Having an education background in earth science, I’d always heard about the USGS as a potential job opportunity when in school, but never really knew what a day in the life of a government scientist looks like. When I learned about the teacher externship opportunity, I was delighted to be able to immerse myself in the Idaho Water Science Center, learning about the hydrologic work happening across Idaho. I was mostly based in the Boise Field Office for my externship, but I also spent some time getting a bit of exposure to what the studies section of the Center does. Both the Boise Field office hydrologic technicians and the studies section hydrologists are based in the same building near downtown Boise.
While I spent some of my time in the office working with data, many of my hours were spent out in the field measuring discharge and collecting water quality samples in waterways all over southern and central Idaho. This was my favorite part of the experience! As someone who loves being outside, enjoying Idaho’s beautiful wilderness, I was mesmerized at the idea of a job where you spend about half your time out along rivers and streams. I took day trips all over! Some of my favorite spots were McCall, Pine, Hailey, and Deadwood Reservoir. I also got to ride in cableways across the Boise and Snake rivers, something I’d always wanted to do when I’d see them places!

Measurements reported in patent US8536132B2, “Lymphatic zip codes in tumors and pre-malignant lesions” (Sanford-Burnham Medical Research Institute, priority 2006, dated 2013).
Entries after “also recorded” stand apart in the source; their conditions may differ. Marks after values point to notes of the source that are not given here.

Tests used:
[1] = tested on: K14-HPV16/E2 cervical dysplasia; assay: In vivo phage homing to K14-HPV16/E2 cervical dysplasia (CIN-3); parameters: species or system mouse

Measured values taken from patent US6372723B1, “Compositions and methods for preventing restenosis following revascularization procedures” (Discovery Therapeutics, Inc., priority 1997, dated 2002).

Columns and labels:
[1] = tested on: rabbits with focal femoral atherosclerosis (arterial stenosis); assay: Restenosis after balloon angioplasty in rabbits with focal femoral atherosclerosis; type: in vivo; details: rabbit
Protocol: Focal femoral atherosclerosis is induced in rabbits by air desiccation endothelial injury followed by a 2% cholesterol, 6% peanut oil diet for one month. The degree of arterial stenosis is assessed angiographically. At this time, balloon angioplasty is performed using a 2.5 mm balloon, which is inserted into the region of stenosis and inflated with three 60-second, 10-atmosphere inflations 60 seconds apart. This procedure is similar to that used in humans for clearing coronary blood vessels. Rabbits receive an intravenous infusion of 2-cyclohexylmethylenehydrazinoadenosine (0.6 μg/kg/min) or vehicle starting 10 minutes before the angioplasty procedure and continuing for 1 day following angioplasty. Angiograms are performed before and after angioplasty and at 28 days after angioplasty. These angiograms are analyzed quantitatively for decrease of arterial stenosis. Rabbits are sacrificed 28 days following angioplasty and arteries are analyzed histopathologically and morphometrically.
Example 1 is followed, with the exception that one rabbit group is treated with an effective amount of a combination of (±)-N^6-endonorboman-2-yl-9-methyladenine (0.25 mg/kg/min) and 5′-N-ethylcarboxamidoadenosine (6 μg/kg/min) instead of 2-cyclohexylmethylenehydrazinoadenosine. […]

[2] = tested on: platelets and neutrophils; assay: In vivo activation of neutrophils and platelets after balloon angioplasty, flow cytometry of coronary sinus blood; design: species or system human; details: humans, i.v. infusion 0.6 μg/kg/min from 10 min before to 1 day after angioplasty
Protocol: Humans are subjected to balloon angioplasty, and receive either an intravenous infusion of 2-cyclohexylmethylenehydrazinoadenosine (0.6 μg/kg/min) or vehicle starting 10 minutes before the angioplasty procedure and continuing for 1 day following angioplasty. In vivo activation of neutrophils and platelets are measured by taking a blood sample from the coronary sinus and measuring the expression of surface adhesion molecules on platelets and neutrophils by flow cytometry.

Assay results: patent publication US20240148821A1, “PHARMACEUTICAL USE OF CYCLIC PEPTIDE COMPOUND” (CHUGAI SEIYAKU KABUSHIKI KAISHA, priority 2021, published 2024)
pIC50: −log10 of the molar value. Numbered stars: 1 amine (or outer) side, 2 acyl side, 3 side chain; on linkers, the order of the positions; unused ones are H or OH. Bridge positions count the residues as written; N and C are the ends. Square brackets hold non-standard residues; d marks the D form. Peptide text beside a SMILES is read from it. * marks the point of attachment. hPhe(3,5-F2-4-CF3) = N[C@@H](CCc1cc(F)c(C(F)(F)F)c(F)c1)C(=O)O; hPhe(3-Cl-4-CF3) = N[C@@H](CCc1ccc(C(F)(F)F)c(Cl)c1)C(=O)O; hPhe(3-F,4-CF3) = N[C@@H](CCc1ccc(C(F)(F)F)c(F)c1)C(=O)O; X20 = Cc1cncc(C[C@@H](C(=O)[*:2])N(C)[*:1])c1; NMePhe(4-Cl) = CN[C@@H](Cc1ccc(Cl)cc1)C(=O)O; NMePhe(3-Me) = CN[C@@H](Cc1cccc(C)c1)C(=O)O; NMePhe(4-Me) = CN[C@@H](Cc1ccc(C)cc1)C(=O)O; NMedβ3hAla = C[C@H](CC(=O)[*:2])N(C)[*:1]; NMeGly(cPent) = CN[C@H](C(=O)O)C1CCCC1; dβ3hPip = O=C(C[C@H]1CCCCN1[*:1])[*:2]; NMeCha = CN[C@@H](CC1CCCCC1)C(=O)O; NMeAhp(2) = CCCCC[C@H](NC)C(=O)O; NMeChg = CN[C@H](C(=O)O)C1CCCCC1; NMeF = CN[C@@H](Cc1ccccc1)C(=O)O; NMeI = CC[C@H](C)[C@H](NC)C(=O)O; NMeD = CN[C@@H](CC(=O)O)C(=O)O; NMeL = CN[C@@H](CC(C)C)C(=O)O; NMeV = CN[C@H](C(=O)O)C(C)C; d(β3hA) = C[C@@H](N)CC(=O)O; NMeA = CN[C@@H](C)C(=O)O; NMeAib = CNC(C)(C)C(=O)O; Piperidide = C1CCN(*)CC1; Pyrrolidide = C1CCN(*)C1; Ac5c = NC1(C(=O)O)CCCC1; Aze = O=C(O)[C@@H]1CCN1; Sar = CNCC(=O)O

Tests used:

While I knew a bit from a recreation perspective about the discharge reporting the USGS provides for waterways across the country, I had no idea the reach of their data. It was fascinating to be involved and learn all about the different uses for the data and I can’t wait to bring that knowledge back to my classroom. While the USGS does not deal much with policy or decision-making, they are the scientific body driving a great deal of decision making. For example, the Army Corps of Engineers runs the Lucky Peak Dam and uses USGS data downstream and upstream to determine how much water needs to be replaced. This decision is an important one because if they don’t release enough, they risk the dam overflowing, but if they release too much, they risk running out of water before the dam gets recharged.
I am so grateful for the experience to work with the USGS and all the great connections I have made with scientists in Idaho. I can’t wait to share this experience with my students and work with them on some of the same science I worked on this summer.